WASHINGTON, D.C. – Russia on Monday declined to extend the year-old agreement that has allowed Ukrainian grain to move out of Black Sea shipping ports, a move that immediately drove up commodity prices in response.
Russia stated the shipping agreement was suspended. The announcement came following an attack on a key bridge in Russian-occupied Crimea, the Kerch Strait Bridge, that connects Crimea to Russia. Officials in Russia blamed the attack on Ukraine. The bridge is considered a major artery for Russian supplies and troops moving into Ukraine.
The move is likely to drive up commodity prices for major exporters in response to the shutoff of Ukraine’s major export corridor to the world. Early Monday, grain prices immediately opened higher with September corn up more than 7 cents early; September soybeans up more than 15 cents; and September wheat up more than 19 cents per bushel.
Russia will face serious diplomatic costs for pulling out of the grain deal, said Jake Sullivan, national security adviser to President Joe Biden in an interview Sunday with CBS.
“If Russia pulls out of this initiative, the rest of the world will look at it and say that Russia has turned its back on providing the countries of the Global South — Africa, Latin America and Asia — with the food they need at affordable prices. And I think that in the future it will cost Russia huge diplomatic costs,” Sullivan said.
Within Europe, countries bordering Ukraine have tightened their own policies in recent months for importing Ukrainian commodities because those importers were harming domestic prices.
Officials in Russia maintain the Black Sea deal was being terminated until Russia sees better terms for its own exports for grain commodities and fertilizer.
“Unfortunately, some of the agreements concerning Russia have not yet been fulfilled, so the deal is being terminated,” Kremlin spokesperson Dmitry Peskov was quoted in the Washington Post. “As soon as the Russian part of the agreements is fulfilled, the Russian side will return to the implementation of this deal immediately.”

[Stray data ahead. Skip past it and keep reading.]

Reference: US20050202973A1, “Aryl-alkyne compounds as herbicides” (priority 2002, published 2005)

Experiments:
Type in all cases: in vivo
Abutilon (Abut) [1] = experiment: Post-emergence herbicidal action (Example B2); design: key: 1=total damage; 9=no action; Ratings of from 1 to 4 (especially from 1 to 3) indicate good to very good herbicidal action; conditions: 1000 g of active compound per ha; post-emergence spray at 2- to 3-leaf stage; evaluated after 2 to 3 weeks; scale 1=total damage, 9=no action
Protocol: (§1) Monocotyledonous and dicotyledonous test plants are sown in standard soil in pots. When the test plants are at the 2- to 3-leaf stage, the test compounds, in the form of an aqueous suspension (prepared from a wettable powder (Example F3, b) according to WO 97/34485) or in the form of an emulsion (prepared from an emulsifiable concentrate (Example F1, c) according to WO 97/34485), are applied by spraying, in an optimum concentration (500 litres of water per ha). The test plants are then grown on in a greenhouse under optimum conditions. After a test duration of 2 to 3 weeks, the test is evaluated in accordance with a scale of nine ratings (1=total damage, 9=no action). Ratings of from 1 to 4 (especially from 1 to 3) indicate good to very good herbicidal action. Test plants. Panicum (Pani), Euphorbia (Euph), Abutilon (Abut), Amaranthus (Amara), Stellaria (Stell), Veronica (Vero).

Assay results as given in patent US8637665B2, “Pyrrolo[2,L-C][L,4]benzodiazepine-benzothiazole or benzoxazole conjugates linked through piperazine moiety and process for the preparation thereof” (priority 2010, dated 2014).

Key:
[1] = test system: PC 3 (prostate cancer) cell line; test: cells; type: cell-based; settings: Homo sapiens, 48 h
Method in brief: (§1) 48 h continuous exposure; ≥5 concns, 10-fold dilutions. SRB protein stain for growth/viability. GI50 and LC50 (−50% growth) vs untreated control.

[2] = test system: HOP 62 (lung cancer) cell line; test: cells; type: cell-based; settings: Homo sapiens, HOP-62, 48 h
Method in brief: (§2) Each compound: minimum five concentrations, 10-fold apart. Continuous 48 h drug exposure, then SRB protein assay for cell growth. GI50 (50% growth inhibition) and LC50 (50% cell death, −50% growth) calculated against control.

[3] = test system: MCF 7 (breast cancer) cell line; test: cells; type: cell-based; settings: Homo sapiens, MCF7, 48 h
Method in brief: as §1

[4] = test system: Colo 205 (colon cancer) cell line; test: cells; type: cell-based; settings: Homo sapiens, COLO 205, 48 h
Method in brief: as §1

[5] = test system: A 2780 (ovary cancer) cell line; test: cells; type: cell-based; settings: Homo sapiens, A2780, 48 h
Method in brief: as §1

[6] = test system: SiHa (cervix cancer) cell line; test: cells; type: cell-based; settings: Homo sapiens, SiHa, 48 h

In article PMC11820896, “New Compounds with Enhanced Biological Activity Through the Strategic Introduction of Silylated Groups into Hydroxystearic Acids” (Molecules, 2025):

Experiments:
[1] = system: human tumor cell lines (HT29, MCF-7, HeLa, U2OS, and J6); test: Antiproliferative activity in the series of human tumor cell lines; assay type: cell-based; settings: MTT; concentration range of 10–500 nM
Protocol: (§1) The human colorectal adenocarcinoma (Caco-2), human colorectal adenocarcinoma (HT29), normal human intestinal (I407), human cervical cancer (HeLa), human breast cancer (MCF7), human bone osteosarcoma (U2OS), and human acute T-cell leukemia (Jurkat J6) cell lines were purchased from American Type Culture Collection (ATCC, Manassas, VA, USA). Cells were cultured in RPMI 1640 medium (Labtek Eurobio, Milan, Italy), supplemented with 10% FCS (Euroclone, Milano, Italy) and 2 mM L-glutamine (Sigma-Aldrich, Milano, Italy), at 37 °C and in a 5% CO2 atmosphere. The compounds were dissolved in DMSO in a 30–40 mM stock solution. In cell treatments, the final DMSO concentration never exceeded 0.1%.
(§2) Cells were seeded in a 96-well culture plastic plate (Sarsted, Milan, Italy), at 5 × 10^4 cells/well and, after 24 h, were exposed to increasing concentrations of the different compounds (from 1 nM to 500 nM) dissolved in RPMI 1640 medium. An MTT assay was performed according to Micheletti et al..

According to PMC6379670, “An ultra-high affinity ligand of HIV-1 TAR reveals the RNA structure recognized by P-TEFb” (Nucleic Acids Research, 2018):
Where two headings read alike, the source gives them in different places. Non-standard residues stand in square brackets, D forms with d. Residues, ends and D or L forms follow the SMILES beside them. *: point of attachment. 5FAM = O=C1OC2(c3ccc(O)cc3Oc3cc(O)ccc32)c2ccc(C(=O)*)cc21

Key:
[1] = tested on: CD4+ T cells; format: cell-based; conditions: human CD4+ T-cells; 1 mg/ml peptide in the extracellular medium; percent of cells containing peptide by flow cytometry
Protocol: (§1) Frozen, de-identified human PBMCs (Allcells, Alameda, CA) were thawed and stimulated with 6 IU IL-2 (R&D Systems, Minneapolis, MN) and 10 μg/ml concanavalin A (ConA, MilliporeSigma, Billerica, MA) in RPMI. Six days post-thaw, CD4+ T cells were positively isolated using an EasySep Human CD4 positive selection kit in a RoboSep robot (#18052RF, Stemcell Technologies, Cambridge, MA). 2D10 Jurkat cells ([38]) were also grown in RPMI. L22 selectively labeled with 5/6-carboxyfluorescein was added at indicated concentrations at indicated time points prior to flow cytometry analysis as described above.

Russia is already the world’s largest wheat exporter. USDA last week bumped up Russia’s wheat exports for the 2023-24 crop to 47.5 million metric tons (mmt) while Ukraine’s wheat exports were pegged at 10.5 mmt. Before the war, Russia was exporting 36 mmt of wheat while Ukraine was exporting 24 mmt.
USDA also last week bumped up Ukraine’s estimated corn exports to 19.5 mmt. Prior to the war beginning in February 2022, Ukraine was projected to export 32 mmt of corn for the year.
Over the past year the grain deal had allowed Ukraine’s Black Sea ports to export more than 32.7 mmt of commodities to 45 countries, the United Nations noted last week. Corn has made up more than half those exports and wheat takes up 27% of the volume. Sunflower meal and sunflower oil make up another 11% of the volume.
Last week, the United Nations proposed to remove some of the restrictions on financial transactions through the Russian Agricultural Bank — one of Russia’s demands — as part of negotiations to keep Ukrainian grain moving through the Black Sea. U.N. officials cited the importance of moving grain and fertilizer from both Russia and Ukraine.
A statement from a spokesperson for U.N. Secretary-General Antonio Guterres said, “His overriding concern remains for vulnerable people around the world, who stand to lose the most from any unraveling of the Istanbul arrangements and a likely subsequent rise in global food and fertilizer prices.”
Exports through the initiative slowed in recent months because Russia slowed inspections. The U.N. cited that the average of 11 daily ship inspections last October had fallen to below five inspections from April through June of this year. Monthly exports had hit 4.2 mmt last October but were down to only 1.3 mmt in May.